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Handlebars Pose a Costly Threat to Child Cyclists


Bike helmets have reduced the number of children's head injuries, but there's still nothing to protect a child from rupturing an abdominal organ. During a fall, the front wheel can turn so that the handlebars are perpendicular to the body, creating a blunt spear that can rupture the intestine, liver, spleen or other abdominal and pelvic organs.

Now, researchers at the Children's Hospital of Philadelphia along with colleagues at the Pacific Institute for Research and Evaluation have calculated the annual cost of these often serious injuries.

By reviewing hospital discharge data, researchers estimate that more than a thousand young bicyclists had serious abdominal or pelvic organ injuries in 1997 and that handlebars caused nearly 900 of them. None of the accidents in the study involved cars. Factoring in the costs of hospital stays (ranging from three to 47 days), ambulance use, medical care after discharge, work lost by parents or another caregiver, quality of life differences, even the filing of insurance claims, the researchers concluded that children's handlebar-related injuries amounted to more than $500 million in 1997.

The researchers hope that awareness of the high cost of these injuries will lead to regulating bicycle design and prompt bike manufacturers to make a safer handlebar. Working with bioengineering students at the University of Pennsylvania, the researchers have designed a retractable handlebar that would absorb the energy of impact with a child's body. The design has a patent pending, but it has yet to be licensed by a manufacturer.

Lead author Dr. Flaura K. Winston says that, until a safer handlebar is produced, parents should be sure the bicycle fits the child and that the bike is in good condition. When sitting on the seat, the child should be able to put both feet on the ground. Keeping tires fully inflated and the chain well oiled will make the bike easier to steer, she says. Also, the wheels should be aligned and handlebar grips should cover the metal ends.

Archives of Pediatric and Adolescent Medicine 156: 922-928


Link Between Diet, Cancer Doubted

The first study to look closely at the link between diet and a key indicator of prostate cancer casts doubt on the value of a low-fat diet in preventing the disease, at least in the short run.

Researchers at Memorial Sloan-Kettering Cancer Center in New York found that after four years, there was no difference in prostate specific antigen, or PSA, levels among 689 men who ate a diet made up of 20% fat and five to eight servings of fruits and vegetables a day and 661 men who were just given written instructions on a healthy diet.

Several previous studies had implicated diet, particularly fat, in the development of prostate cancer, but this was the first to look at the effect of diet on a biological marker for prostate cancer over time. "As randomized studies go, four years is a long time, but in the lifespan of a man it is a short time," says lead author Dr. Moshe Shike, director of cancer prevention at Memorial Sloan-Kettering Cancer Center in New York. "If a person starts eating a diet like this in childhood, it may have an effect. If you are middle-aged or past middle age, [eating this diet] for a few years doesn't seem to affect the risk. But this study doesn't mean people shouldn't change their diet. We still believe a low-fat, high fruit and vegetable diet is the best overall," he says.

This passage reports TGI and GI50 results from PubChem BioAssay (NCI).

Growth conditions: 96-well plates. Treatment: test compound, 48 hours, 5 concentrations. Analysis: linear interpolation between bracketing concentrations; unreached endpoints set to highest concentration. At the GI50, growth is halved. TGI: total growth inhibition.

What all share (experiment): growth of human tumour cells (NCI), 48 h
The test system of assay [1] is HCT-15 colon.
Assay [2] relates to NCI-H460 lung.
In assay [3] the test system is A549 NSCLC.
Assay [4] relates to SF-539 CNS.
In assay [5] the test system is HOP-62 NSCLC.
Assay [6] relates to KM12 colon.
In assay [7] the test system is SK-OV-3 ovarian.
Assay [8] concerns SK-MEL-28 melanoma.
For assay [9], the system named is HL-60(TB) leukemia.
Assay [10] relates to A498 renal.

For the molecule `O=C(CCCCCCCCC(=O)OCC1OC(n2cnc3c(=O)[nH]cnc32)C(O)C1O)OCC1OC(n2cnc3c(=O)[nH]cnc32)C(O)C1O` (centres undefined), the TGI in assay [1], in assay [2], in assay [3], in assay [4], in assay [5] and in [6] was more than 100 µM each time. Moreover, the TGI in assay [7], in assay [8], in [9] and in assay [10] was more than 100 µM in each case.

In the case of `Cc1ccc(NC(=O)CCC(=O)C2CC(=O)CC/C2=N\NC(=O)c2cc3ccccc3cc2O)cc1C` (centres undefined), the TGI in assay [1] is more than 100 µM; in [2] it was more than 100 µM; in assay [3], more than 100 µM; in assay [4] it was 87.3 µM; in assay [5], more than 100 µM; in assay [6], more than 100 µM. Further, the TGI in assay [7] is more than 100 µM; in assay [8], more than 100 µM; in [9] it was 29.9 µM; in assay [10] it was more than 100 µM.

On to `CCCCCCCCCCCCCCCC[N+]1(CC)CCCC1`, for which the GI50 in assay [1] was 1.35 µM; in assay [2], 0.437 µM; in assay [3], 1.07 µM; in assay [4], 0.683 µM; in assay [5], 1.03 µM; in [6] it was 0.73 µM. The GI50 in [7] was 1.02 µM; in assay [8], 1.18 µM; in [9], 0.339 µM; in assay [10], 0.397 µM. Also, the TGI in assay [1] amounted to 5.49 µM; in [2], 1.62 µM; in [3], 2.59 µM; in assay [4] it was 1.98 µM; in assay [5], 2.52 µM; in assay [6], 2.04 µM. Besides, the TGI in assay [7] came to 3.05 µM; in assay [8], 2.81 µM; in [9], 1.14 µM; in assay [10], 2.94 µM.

Journal of Clinical Oncology 20 (17): 3570-3571, 3592-3598


Travel Poses Risk to Asthmatics

Californians sensitive to tobacco smoke may take for granted the laws that prohibit smoking in most public places--until they travel to areas that don't have such restrictions. A study of more than 300 people with asthma found that the intermittent exposure they encounter when traveling is enough to cause breathing problems. Eye and nose irritation may even be worse.

About 30% of those participating in the study reported being exposed to tobacco smoke while traveling in the year prior to being interviewed, says the lead author, Dr. Mark D. Eisner, assistant professor of medicine at UC San Francisco. "And the number who had respiratory symptoms or asthma attacks [as a result] was quite high," he says.

Eisner reported that about two-thirds of those exposed to smoke complained of coughing, wheezing or chest tightness. More than half who had symptoms needed extra inhalation medication.

Whether a person lived with a smoker or was somehow regularly exposed to secondhand smoke didn't seem to make a difference in the respiratory symptoms they encountered on the road. However, those who didn't have such regular exposure were more likely to suffer from eye or nose irritation.

Chest 122:826-828


'Heat Strain' Bothers Athletes Less

Most people know when they're too hot to keep exercising, Canadian researchers have found, but athletes are better able to tolerate heat strain--the combination of increased heart rate and core temperature in response to heat--than are untrained men and women.

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